IRVINE, Calif., June 13 (UPI) -- U.S. foreclosure activity rose 2 percent in May, but the recovery in many local housing markets is showing strength, online marketplace RealtyTrac said.
Bank repossessions from April to May rose in 33 states and rose 11 percent nationwide, the firm said. However, repossessions were still 29 percent below the level of May 2012.
Foreclosure activity, which includes default notices, scheduled auctions and bank repossessions, involved 148,054 properties in May, the firm said Thursday.
That meant one in every 885 U.S. housing units were involved in some level of foreclosure activity in the month. But the gain is coming off of April's 75-month low, RealtyTrac said.
Five of the six top foreclosure rates were in Florida, Ohio, Maryland, South Carolina and Illinois -- states that require a judicial review to complete a foreclosure.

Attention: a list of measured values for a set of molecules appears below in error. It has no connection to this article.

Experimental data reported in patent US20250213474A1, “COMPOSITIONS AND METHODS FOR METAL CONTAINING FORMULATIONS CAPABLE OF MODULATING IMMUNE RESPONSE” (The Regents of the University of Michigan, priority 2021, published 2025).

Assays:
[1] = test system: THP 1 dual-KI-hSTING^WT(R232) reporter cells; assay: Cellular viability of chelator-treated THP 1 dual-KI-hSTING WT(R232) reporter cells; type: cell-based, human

The exception among the top six was Nevada, which had the second highest foreclosure rate in the month of May.
"Foreclosure activity continued to bounce back in some markets where it may have appeared the foreclosure problem had been knocked out by an aggressive combination of foreclosure prevention efforts over the past two years," said Daren Blomquist, vice president at RealtyTrac.
"Still, the emerging housing recovery has strengthened most local markets enough to quickly shake off a few more blows from these nagging foreclosures," he said.
In 2012, five major U.S. lenders agreed to a multibillion-dollar settlement over the use of so-called foreclosure mills that had allegedly cheated homeowners of due process as the banks tried to rush through foreclosure cases that piled up during the economic downturn.
RealtyTrac said in May all four out of five of the lenders involved in the settlement reported an increase in repossessions.
The exception was Citigroup, RealtyTrac said.
"It could be a sign of a trend we're expecting, which is that eventually, the banks are going to pull the trigger and complete these distressed loans that have been sitting in limbo for some time," Blomquist said.